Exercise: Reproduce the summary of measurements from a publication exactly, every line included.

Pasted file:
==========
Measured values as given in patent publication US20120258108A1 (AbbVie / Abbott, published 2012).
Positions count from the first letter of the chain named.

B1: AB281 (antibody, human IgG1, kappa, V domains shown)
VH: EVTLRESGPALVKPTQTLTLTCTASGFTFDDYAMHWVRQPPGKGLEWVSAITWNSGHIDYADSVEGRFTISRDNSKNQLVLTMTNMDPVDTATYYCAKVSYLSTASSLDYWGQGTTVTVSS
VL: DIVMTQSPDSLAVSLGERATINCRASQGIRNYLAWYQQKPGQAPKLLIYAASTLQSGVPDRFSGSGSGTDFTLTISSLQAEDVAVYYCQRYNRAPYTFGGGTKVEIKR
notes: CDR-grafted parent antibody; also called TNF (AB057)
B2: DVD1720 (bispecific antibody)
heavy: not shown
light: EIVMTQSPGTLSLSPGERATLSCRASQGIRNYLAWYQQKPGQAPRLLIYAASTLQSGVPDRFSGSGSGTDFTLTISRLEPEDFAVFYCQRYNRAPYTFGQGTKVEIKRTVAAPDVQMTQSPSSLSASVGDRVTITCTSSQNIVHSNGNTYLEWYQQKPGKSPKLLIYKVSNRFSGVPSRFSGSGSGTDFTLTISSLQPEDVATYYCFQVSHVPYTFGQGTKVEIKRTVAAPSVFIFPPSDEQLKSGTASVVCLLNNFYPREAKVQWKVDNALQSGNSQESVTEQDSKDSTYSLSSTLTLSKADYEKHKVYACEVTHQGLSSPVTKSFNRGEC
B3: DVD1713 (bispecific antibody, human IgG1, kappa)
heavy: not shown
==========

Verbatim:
Measured values as given in patent publication US20120258108A1 (AbbVie / Abbott, published 2012).
Positions count from the first letter of the chain named.

B1: AB281 (antibody, human IgG1, kappa, V domains shown)
VH: EVTLRESGPALVKPTQTLTLTCTASGFTFDDYAMHWVRQPPGKGLEWVSAITWNSGHIDYADSVEGRFTISRDNSKNQLVLTMTNMDPVDTATYYCAKVSYLSTASSLDYWGQGTTVTVSS
VL: DIVMTQSPDSLAVSLGERATINCRASQGIRNYLAWYQQKPGQAPKLLIYAASTLQSGVPDRFSGSGSGTDFTLTISSLQAEDVAVYYCQRYNRAPYTFGGGTKVEIKR
notes: CDR-grafted parent antibody; also called TNF (AB057)
B2: DVD1720 (bispecific antibody)
heavy: not shown
light: EIVMTQSPGTLSLSPGERATLSCRASQGIRNYLAWYQQKPGQAPRLLIYAASTLQSGVPDRFSGSGSGTDFTLTISRLEPEDFAVFYCQRYNRAPYTFGQGTKVEIKRTVAAPDVQMTQSPSSLSASVGDRVTITCTSSQNIVHSNGNTYLEWYQQKPGKSPKLLIYKVSNRFSGVPSRFSGSGSGTDFTLTISSLQPEDVATYYCFQVSHVPYTFGQGTKVEIKRTVAAPSVFIFPPSDEQLKSGTASVVCLLNNFYPREAKVQWKVDNALQSGNSQESVTEQDSKDSTYSLSSTLTLSKADYEKHKVYACEVTHQGLSSPVTKSFNRGEC
B3: DVD1713 (bispecific antibody, human IgG1, kappa)
heavy: not shown